White House mouthpiece Jay Carney says that the Obama administration will “conduct a thorough review” of the UN’s newly enacted gun control pact “to determine whether to sign the treaty.” The suspense is hardly unbearable, given that the UN treaty would codify the proposition that national governments should have a monopoly on weapons.
The announced objective of the treaty is to regulate the sale and transfer of small arms and light weapons, a category that includes all civilian-owned firearms. According to UN Secretary General Ban Ki-Moon, the treaty “will help to keep warlords, pirates, terrorists, criminals and their like from acquiring deadly arms.”
Well, actually, it would not. Nothing in the dense and nearly unreadable text of the 15-page treaty will prevent member states from arming terrorists and criminals. Article 2, Section 3 specifies that nothing in the treaty will “apply to the international movement of conventional arms by, or on behalf of, a State Party for its use provided that the conventional arms remain under that State Party’s ownership.”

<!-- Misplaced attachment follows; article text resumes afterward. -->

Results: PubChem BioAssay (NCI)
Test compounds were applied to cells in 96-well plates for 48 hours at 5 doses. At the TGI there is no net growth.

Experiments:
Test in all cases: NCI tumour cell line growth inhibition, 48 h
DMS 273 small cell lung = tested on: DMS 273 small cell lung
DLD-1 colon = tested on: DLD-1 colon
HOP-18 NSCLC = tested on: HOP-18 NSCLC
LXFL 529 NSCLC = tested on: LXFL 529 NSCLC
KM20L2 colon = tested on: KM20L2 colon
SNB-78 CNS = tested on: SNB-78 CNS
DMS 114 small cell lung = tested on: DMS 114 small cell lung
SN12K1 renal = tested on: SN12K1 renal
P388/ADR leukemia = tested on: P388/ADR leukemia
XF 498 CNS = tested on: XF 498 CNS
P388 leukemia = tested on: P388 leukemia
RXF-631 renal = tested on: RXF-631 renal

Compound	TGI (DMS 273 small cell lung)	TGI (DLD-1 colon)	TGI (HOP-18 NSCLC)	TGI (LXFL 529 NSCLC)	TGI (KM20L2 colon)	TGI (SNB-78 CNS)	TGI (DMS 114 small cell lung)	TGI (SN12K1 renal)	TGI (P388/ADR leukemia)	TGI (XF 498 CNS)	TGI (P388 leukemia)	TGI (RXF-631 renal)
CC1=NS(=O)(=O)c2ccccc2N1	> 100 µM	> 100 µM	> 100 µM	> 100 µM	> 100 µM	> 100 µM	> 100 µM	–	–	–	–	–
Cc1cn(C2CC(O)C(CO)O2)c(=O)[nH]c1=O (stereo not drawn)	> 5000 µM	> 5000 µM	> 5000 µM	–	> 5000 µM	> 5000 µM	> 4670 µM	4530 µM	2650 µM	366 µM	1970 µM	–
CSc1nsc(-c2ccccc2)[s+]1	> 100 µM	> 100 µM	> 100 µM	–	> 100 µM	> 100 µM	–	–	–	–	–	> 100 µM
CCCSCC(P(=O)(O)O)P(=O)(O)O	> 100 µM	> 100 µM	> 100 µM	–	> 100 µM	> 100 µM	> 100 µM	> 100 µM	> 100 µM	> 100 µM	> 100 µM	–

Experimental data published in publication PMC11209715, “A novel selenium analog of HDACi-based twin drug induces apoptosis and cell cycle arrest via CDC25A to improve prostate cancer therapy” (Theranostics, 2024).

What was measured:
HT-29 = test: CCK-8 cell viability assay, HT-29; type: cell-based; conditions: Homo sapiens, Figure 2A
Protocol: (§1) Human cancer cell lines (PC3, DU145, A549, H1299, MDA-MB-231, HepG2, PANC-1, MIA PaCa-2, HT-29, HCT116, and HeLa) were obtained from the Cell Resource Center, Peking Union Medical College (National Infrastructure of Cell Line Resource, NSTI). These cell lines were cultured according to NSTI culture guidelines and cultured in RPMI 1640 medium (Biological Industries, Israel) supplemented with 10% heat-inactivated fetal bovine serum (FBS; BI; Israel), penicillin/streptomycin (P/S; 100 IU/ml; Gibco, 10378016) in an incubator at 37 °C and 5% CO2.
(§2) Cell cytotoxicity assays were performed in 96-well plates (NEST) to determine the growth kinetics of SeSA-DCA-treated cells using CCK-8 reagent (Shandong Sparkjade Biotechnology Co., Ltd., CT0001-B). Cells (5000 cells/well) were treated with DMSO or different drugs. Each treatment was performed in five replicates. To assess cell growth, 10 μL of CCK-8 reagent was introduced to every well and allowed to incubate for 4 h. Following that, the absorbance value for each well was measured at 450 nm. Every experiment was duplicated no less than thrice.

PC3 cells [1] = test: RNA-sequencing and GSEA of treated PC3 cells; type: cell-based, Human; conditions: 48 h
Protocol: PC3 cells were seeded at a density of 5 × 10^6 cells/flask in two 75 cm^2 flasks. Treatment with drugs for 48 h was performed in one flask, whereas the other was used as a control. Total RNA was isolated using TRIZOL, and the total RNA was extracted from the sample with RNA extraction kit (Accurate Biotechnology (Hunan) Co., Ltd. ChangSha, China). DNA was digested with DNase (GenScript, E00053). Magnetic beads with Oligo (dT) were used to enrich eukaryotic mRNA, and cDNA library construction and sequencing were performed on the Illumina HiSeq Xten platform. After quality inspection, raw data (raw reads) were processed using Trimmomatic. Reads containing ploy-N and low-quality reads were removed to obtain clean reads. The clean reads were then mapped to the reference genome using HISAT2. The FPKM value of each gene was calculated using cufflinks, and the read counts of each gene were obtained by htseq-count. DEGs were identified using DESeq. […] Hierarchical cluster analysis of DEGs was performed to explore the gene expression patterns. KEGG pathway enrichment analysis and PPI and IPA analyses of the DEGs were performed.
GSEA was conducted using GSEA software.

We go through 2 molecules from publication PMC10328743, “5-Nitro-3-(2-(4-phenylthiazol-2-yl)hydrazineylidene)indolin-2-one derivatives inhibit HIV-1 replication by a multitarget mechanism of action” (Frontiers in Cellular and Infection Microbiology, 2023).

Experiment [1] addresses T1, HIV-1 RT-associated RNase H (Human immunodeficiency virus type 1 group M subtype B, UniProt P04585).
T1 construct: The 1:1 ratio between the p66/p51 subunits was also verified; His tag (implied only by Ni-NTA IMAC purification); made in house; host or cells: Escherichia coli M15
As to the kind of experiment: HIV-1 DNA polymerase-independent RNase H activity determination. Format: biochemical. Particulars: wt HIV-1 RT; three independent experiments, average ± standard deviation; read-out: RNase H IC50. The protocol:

Article 11, which deals with “Diversion” of weaponry, requires that parties to the treaty work to “mitigate the risk” that weapons would fall into the hands of criminals or terrorists, and that they “share relevant information … on effective measures to address diversion.” But nothing in the language forbids such diversions from States to “non-state actors” – a point that was made, ironically, by the Communist government of North Korea when it opposed the treaty.
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